Open access: be careful what you wish for

The UK is moving rapidly toward an open access model for journal publications, planning to require it for REF 2020. Sounds good, right? Information should be freely available to all, shouldn’t it? Well, yes. But the way this is being done is really worrying. It looks like the plan is to charge hefty sums to authors.

Academic freedom is compromised by a ‘pay-to-say’ system, because institutions and academics will have to bid for the funds to publish their work. This means for academics that unless they are rich enough to pay for the publication of their own research, they will have to convince non-expert committees of the value of pre-published work, and compete against other University colleagues for funds. They will be restricted as to what they can publish and where. It is clear that Institutional Publication Committees will have to ration funds in line with pressures for REF and impact, meaning that lots of potentially valuable work will go unfunded.

This approach also assumes that such funds are available in-house; for the majority of cash-strapped universities they will not be, meaning that many of their academics may simply not be able to publish at all in the journals of their choice. Additionally, many non-UK journals may not be Open-Access compliant, preventing UK academics from publishing in them. UK journals will also be under pressure to select research according to whether APCs can be paid, instead of simply taking the best quality research. Overall, a ‘pay-to-say’ system undermines the core principle that expert peer review is the primary filter for publishing in academic journal….

Under the ‘pay-to-say’ system, it is the wealthiest, rather than the best, individuals and institutions who will be able to dominate publishing. This poses serious problems for the overall quality of research output, which is currently underpinned by the principle that the best research emerges on its own academic merit. This will become more deeply entrenched as subsequent rounds of the REF become geared towards the ‘pay-to-say’ model.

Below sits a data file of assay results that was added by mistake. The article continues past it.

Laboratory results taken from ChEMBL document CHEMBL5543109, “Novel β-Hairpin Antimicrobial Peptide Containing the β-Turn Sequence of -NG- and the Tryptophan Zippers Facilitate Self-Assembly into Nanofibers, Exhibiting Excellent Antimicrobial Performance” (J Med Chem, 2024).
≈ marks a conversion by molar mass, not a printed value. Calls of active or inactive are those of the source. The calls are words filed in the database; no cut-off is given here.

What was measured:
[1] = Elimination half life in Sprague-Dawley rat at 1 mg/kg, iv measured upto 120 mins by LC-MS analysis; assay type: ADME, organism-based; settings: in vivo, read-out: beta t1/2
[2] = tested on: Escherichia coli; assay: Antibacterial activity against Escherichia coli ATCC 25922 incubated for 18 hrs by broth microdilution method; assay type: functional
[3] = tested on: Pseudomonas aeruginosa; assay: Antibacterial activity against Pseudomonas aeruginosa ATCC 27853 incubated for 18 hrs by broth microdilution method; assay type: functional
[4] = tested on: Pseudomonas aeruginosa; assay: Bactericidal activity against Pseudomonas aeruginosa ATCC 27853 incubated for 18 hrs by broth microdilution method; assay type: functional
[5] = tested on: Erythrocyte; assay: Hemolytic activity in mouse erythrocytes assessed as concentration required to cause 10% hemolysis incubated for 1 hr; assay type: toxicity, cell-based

More substantially, it poses enormous problems for the academic ‘poor’ – the early career researchers writing PhDs, retired academics, independent scholars, NGO researchers, and anybody at an institution without the inclination to pay for their research. This will suppress the development of academic talent in the long run, suppress the publication of the excellent work that emerges post-retirement, and suppress the work of any scholars outside identified ‘research-intensive’ institutions. This will entrench a plutocracy rather than a meritocracy in the publication of academic research.

(Thanks, A!)

Women and the History of Analytic Philosophy

I will be teaching a new (for me) upper-level History of Analytic Philosophy course in the spring. I’d like to make sure I have some works by women philosophers, including feminist philosophers if possible, on my reading list. Could our readers lend me their expertise and make some suggestions? Some of the topics I plan to cover are listed below, though I’m entirely open to additions or revisions:

Moore on epistemology and analysis

Russell on logic and language

Wittgenstein’s Tractatus

Logical Positivism

(Btw, I’ve already thought of Marie McGinn and/or Cora Diamond for the Wittgenstein stuff.)

Your suggestions are much appreciated!

Feminism philosophy and gender equity